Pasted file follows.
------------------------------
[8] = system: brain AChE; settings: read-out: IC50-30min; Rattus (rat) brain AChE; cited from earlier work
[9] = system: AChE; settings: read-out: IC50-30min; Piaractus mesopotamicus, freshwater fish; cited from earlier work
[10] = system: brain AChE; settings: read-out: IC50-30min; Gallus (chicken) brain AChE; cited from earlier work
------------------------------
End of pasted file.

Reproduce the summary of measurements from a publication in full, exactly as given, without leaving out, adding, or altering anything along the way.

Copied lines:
[8] = system: brain AChE; settings: read-out: IC50-30min; Rattus (rat) brain AChE; cited from earlier work
[9] = system: AChE; settings: read-out: IC50-30min; Piaractus mesopotamicus, freshwater fish; cited from earlier work
[10] = system: brain AChE; settings: read-out: IC50-30min; Gallus (chicken) brain AChE; cited from earlier work